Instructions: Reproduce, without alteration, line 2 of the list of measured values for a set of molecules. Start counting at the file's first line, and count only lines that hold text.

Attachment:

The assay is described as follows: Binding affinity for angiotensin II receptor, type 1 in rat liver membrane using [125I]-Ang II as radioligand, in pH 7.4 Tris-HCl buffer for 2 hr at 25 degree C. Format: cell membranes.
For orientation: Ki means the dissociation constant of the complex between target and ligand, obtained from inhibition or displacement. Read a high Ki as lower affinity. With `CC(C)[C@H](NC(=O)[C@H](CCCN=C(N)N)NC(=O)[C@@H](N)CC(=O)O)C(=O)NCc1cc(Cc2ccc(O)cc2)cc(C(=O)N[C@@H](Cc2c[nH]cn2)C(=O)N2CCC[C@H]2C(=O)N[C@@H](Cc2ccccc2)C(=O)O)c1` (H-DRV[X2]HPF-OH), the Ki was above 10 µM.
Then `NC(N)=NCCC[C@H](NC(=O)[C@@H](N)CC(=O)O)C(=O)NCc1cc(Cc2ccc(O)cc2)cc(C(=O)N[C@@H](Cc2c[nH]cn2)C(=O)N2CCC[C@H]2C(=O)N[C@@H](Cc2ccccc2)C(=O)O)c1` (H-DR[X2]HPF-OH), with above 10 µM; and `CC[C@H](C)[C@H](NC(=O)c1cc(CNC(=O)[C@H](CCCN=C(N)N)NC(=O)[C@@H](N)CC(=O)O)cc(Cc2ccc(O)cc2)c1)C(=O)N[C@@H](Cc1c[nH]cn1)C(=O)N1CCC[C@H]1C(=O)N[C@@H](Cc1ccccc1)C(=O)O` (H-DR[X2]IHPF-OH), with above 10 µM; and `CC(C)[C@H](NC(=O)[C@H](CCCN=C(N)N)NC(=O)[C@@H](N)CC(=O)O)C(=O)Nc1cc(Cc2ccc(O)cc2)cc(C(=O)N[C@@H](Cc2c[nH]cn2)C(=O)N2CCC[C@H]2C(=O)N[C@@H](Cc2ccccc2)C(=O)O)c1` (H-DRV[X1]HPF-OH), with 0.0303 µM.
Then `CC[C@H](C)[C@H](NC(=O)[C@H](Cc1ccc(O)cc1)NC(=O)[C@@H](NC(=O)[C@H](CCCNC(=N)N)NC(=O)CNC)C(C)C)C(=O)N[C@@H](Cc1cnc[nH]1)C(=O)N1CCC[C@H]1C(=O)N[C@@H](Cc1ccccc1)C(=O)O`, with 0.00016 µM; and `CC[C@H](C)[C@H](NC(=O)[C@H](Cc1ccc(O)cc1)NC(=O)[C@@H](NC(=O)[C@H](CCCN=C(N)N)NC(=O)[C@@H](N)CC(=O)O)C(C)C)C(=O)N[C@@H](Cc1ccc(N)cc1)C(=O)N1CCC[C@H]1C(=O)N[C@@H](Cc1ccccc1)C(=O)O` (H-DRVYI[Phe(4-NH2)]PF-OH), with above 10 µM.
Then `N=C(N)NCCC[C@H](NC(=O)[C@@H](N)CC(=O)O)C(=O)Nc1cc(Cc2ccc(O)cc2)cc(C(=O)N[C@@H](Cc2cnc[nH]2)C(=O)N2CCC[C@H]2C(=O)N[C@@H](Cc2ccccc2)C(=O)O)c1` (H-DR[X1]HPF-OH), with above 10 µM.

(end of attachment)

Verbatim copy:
For orientation: Ki means the dissociation constant of the complex between target and ligand, obtained from inhibition or displacement. Read a high Ki as lower affinity. With `CC(C)[C@H](NC(=O)[C@H](CCCN=C(N)N)NC(=O)[C@@H](N)CC(=O)O)C(=O)NCc1cc(Cc2ccc(O)cc2)cc(C(=O)N[C@@H](Cc2c[nH]cn2)C(=O)N2CCC[C@H]2C(=O)N[C@@H](Cc2ccccc2)C(=O)O)c1` (H-DRV[X2]HPF-OH), the Ki was above 10 µM.